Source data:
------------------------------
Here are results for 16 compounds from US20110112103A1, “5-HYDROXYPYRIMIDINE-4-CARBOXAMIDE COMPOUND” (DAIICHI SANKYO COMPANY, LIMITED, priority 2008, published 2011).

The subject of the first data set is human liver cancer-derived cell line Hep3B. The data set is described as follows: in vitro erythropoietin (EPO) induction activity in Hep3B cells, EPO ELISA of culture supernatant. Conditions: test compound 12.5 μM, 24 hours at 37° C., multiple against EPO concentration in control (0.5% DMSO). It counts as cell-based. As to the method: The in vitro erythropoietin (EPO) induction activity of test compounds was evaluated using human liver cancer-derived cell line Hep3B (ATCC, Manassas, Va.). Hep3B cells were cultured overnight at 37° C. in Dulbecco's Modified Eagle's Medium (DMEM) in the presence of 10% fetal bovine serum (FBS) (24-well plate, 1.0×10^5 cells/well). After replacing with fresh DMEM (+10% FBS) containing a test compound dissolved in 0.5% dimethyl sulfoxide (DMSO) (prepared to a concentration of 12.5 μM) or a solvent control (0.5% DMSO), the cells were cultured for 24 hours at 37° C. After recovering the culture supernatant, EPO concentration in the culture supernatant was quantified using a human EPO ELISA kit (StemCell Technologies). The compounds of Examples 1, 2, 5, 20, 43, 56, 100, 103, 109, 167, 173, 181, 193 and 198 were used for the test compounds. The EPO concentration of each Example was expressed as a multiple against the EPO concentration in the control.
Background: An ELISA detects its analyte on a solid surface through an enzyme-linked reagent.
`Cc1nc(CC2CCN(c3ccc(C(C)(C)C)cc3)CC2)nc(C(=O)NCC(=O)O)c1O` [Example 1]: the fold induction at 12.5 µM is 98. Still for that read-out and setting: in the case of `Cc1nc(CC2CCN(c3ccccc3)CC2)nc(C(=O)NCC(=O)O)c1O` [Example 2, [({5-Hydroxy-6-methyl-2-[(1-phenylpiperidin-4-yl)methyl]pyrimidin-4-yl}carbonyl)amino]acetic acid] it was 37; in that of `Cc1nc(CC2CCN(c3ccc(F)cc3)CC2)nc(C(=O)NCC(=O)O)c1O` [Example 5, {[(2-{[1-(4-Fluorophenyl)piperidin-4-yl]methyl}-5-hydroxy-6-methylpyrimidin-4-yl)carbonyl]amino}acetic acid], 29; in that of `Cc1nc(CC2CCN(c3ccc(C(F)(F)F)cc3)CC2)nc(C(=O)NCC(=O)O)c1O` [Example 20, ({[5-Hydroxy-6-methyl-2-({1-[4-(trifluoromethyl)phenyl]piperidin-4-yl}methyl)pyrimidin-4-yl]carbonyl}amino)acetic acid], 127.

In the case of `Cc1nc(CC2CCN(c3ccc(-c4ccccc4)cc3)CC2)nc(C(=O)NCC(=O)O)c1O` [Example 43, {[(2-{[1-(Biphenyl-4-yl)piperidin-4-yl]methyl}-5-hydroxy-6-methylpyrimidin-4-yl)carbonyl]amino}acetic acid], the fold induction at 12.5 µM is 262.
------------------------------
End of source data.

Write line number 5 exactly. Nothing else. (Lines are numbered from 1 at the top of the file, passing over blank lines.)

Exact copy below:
In the case of `Cc1nc(CC2CCN(c3ccc(-c4ccccc4)cc3)CC2)nc(C(=O)NCC(=O)O)c1O` [Example 43, {[(2-{[1-(Biphenyl-4-yl)piperidin-4-yl]methyl}-5-hydroxy-6-methylpyrimidin-4-yl)carbonyl]amino}acetic acid], the fold induction at 12.5 µM is 262.